Anti-inflammatory Effects of Novel Curcumin Analogs in Experimental Acute Lung Injury

Yali Zhang; Dandan Liang; Lili Dong; Xiangting Ge; Fengli Xu; Wenbo Chen; Yuanrong Dai; Huameng Li; Peng Zou; Shulin Yang; Guang Liang


Respiratory Research. 2015;16(43) 

In This Article

Abstract and Introduction


Background Acute lung injury (ALI) and its most severe form acute respiratory distress syndrome (ARDS) have been the leading cause of morbidity and mortality in intensive care units (ICU). Currently, there is no effective pharmacological treatment for acute lung injury. Curcumin, extracted from turmeric, exhibits broad anti-inflammatory properties through down-regulating inflammatory cytokines. However, the instability of curcumin limits its clinical application.

Methods A series of new curcumin analogs were synthesized and screened for their inhibitory effects on the production of TNF-α and IL-6 in mouse peritoneal macrophages by ELISA. The evaluation of stability and mechanism of active compounds was determined using UV-assay and Western Blot, respectively. In vivo, SD rats were pretreatment with c26 for seven days and then intratracheally injected with LPS to induce ALI. Pulmonary edema, protein concentration in BALF, injury of lung tissue, inflammatory cytokines in serum and BALF, inflammatory cell infiltration, inflammatory cytokines mRNA expression, and MAPKs phosphorylation were analyzed. We also measured the inflammatory gene expression in human pulmonary epithelial cells.

Results In the study, we synthesized 30 curcumin analogs. The bioscreeening assay showed that most compounds inhibited LPS-induced production of TNF-α and IL-6. The active compounds, a17, a18, c9 and c26, exhibited their anti-inflammatory activity in a dose-dependent manner and exhibited greater stability than curcumin in vitro. Furthermore, the active compound c26 dose-dependently inhibited ERK phosphorylation. In vivo, LPS significantly increased protein concentration and number of inflammatory cells in BALF, pulmonary edema, pathological changes of lung tissue, inflammatory cytokines in serum and BALF, macrophage infiltration, inflammatory gene expression, and MAPKs phosphorylation . However, pretreatment with c26 attenuated the LPS induced increase through ERK pathway in vivo. Meanwhile, compound c26 reduced the LPS-induced inflammatory gene expression in human pulmonary epithelial cells.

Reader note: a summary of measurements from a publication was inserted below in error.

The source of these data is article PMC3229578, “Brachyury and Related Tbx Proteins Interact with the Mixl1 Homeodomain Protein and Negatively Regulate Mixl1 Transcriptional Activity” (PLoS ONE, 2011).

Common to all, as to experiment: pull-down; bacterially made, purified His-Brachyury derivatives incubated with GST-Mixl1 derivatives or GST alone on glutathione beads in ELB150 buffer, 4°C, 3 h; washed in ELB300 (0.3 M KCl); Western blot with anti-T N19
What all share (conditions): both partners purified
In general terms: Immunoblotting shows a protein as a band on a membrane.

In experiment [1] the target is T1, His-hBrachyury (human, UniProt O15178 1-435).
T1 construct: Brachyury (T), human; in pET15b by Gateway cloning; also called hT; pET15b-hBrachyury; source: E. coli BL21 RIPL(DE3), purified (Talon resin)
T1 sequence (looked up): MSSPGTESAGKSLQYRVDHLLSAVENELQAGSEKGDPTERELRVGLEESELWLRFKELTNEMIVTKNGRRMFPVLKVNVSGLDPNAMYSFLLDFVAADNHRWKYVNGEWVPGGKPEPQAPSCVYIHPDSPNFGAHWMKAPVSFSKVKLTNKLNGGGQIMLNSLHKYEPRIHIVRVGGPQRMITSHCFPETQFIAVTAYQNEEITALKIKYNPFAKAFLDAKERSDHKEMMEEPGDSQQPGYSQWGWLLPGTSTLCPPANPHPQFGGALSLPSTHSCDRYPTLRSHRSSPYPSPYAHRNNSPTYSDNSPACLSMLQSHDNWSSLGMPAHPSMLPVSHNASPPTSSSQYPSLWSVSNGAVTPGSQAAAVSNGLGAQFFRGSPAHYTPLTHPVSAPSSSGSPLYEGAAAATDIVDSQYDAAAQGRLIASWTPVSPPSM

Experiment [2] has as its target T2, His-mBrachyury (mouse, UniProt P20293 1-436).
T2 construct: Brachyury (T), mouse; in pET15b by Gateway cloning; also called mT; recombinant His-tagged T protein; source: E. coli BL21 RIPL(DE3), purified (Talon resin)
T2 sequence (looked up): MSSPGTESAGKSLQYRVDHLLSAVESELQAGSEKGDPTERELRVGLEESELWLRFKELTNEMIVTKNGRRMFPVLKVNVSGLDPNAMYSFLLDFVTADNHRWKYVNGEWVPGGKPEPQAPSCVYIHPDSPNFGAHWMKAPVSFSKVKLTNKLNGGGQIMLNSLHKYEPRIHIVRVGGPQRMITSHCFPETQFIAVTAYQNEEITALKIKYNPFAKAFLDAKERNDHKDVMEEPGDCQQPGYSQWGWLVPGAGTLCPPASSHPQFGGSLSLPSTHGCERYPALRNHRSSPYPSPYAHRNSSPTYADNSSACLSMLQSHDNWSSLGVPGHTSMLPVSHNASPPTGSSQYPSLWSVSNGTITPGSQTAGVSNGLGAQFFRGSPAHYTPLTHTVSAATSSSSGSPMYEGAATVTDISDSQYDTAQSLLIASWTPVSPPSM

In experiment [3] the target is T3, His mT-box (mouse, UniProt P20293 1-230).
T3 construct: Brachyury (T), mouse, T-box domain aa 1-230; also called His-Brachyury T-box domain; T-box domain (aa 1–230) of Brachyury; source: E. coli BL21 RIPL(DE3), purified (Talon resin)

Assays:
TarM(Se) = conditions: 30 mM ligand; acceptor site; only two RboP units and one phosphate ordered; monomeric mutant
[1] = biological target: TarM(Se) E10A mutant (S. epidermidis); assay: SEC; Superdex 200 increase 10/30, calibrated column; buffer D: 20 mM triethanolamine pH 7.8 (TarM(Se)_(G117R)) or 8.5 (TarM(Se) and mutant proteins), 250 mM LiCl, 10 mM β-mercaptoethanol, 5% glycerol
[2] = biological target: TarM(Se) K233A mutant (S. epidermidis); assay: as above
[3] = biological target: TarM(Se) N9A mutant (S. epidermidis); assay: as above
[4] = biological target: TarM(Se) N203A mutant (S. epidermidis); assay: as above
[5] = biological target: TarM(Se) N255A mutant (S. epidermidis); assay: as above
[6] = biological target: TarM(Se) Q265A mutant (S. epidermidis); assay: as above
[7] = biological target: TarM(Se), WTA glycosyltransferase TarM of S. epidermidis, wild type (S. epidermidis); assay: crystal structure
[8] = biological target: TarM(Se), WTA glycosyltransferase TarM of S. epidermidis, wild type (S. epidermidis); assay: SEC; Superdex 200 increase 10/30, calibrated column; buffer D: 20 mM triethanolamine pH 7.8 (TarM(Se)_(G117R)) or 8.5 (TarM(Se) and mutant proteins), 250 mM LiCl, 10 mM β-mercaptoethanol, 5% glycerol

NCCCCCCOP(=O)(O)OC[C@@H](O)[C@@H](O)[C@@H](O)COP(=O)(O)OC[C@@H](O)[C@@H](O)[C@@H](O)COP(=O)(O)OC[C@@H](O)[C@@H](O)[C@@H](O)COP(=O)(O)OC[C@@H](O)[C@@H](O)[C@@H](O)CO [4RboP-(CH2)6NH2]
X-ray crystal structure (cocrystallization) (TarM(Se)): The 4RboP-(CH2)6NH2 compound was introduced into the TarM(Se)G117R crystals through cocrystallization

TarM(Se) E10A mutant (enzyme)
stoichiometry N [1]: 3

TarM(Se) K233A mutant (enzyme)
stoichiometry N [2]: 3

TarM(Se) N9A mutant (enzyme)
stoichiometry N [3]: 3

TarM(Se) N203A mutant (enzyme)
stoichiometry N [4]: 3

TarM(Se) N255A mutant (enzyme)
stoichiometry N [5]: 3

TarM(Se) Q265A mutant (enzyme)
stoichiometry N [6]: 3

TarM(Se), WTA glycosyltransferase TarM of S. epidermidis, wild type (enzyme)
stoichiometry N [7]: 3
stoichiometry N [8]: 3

Conclusions These results suggest that the novel curcumin analog c26 has remarkable protective effects on LPS-induced ALI in rat. These effects may be related to its ability to suppress production of inflammatory cytokines through ERK pathway. Compound c26, with improved chemical stability and bioactivity, may have the potential to be further developed into an anti-inflammatory candidate for the prevention and treatment of ALI.


Acute lung injury (ALI) is defined as acute inflammatory lung injuries associated with histopathological changes including neutrophilic alveolar infiltrates, impaired alveolar fluid clearance, fibrin deposition and lung edema. Despite advances in therapies, the outcomes of ALI in critically ill patients remain dismal with a morbidity and mortality rate around 40%.[1–3] With improved understanding of the pathogenesis of ALI, accumulating evidence shows that the release of pro-inflammatory cytokines play a critical role in inflammation-induced lung injury. Previous reports indicated that tumor necrosis factor (TNF)­α, interleukin (IL)­6, IL-1β, and IL­8 are the key inflammatory mediators involved in the progression of ALI.[4–6]

Numerous pharmacological agents were investigated in an effort to attenuate the release of these pro-inflammatory cytokines involved in ALI. In pre-clinical experiments, these anti-inflammatory agents have demonstrated potent inhibitory effects on the release of inflammatory mediators and protective effects on ALI.[7–10] However, several pharmacological therapeutic trials failed to demonstrate any benefit in patients with ALI.[11,12] The failure of prior clinical trials of several pharmacological agents may be partly due to the delay of therapy which occurred several days after the onset of ALI. Therefore, pharmacological therapies for prevention or early intervention of ALI have emerged as a new paradigm.[3] Some of the most promising therapeutic agents for early treatment of ALI include aspirin, statins, beta-2 adrenergic agonists, corticosteroids, vitamin D, and butyrate.[3,13–15]

Curcumin, a natural product isolated from turmeric, has been found to have broad anti-inflammatory activities both in vitro and in vivo. However, the poor solubility and chemical instability of curcumin, under physiological conditions, limit its bioavailability and clinical efficacy.[16–18] Curcumin analogs have been designed to improve bioavailability and bioactivity. Among them, mono-carbonyl analogs of curcumin (MACs) demonstrate excellent chemical stability and pharmacokinetic profiles.[19–21] We previously synthesized and identified a mono-carbonyl analog of cucurmin (C66), which demonstrated excellent chemical stability and potent anti-inflammatory effects both in vivo and in vitro.[22,23] Recent studies indicate that curcumin has potential protective effects for ALI.[24–26] However, there is no report on the effects of curcumin analogs on lipopolysaccharide (LPS)-induced ALI. We considered that the investigation of the effects of novel curcumin analogs with improved chemical stability may discover novel anti-inflammatory candidate agents for the prevention or treatment of ALI.